In my professional development work in schools recently, I’ve noticed that students seem to have fewer opportunities to process learning than they did a few years ago. In response, I’ve worked with teachers on methods for developing knowledge and ways of acting on that knowledge. In a book I co-authored, Active Learning, you will find forty practical teaching and learning ideas. Here, I present three strategies:  asking students to pose and answer their own questions; creating space for students to research, debate, and form their own claims about a topic; and inviting students to make connections between what they have learned and how it may apply to their own lives. 

Ask & Answer Their Own Questions  

Across the day and across the year, students can ask and then seek to answer their own questions. In science, this might look like asking why the leaves are falling off some trees and not others. While listening to a fiction read-aloud, it might sound like asking if they would want to be friends with the main character. Ways to support this include: 

  • Open space for students’ questions before, during, and after a learning experience.  
  • Build in time for students to discuss their questions with one another 
  • Create a class question wall.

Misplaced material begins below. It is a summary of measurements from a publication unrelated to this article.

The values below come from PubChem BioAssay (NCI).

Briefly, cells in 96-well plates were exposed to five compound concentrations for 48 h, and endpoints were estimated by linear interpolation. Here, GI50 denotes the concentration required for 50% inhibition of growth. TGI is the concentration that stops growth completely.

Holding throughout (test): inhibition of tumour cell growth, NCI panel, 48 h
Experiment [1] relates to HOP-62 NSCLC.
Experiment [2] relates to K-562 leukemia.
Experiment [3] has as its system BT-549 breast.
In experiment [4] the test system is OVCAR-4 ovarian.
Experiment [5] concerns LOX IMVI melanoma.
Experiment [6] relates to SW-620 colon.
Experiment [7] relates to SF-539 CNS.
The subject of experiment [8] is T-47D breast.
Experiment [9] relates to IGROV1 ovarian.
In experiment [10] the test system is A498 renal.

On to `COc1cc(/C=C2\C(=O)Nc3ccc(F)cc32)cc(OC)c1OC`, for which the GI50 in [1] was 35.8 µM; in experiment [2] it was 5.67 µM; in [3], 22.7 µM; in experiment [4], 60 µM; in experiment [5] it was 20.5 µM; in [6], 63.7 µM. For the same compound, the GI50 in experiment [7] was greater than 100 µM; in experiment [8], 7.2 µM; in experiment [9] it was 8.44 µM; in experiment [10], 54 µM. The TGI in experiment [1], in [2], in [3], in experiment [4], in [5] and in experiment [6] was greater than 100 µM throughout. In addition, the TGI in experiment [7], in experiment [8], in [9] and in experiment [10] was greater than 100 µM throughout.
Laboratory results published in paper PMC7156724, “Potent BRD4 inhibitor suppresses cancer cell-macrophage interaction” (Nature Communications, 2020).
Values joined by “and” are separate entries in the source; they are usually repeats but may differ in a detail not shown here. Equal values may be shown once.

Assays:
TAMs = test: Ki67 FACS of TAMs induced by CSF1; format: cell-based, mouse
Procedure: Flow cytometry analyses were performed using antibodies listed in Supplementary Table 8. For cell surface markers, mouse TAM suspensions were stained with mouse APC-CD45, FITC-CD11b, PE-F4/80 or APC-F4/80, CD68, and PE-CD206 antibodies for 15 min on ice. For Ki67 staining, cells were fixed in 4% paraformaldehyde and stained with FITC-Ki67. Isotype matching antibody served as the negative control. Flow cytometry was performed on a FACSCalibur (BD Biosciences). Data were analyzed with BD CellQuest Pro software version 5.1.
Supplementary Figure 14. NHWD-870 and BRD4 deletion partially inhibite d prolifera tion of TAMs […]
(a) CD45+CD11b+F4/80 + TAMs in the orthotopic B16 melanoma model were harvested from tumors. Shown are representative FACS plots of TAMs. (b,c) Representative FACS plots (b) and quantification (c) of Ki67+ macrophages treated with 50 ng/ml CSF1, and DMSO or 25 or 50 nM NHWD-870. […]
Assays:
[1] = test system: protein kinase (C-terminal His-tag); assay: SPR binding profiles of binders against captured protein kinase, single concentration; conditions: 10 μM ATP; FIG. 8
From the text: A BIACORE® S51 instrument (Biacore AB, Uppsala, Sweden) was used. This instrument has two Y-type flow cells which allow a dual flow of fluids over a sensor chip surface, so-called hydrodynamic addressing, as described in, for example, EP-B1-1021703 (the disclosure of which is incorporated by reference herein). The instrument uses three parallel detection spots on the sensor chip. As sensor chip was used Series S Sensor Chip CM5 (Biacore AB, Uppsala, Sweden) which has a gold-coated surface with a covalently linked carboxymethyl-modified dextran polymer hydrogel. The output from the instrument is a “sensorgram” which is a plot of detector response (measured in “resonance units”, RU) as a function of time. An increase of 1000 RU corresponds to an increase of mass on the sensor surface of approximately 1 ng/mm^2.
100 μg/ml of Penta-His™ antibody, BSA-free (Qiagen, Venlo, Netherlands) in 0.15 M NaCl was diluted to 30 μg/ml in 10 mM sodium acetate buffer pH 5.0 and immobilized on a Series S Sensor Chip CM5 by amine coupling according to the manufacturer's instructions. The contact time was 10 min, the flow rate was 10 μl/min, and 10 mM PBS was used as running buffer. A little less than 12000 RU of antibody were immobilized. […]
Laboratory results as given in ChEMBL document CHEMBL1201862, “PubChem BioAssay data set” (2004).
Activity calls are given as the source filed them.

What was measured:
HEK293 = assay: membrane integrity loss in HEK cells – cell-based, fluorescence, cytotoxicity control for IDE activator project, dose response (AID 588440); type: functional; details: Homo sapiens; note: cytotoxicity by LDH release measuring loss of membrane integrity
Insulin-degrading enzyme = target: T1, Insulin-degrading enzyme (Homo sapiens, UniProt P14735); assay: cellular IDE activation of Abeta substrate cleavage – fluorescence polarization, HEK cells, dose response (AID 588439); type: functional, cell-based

• Make time for students to share their answers and emerging understandings with one another.  

Research, Debate, and Form Their Own Opinions 

When units are designed with compelling, essential questions and open-ended inquiry, there are lots of opportunities for students to form their own opinions. Instead of asking students to research topics for which there are already answers, consider asking them to help with authentic topics that no one has really figured out. For example, once I found out that one of our favorite class treats contained trans fats, I brought the issue to the group. Should we continue to eat this treat, knowing it has a hazardous substance in it? This led to research, discussions, and debates, and then students came to their own conclusions. Students presented their case to the class, and we reflected together. While this example might seem trivial (to eat a yummy treat or not), it created context for us to research, weigh pros and cons, and support our thinking with evidence. This also helped us connect our literacy skills to life experiences.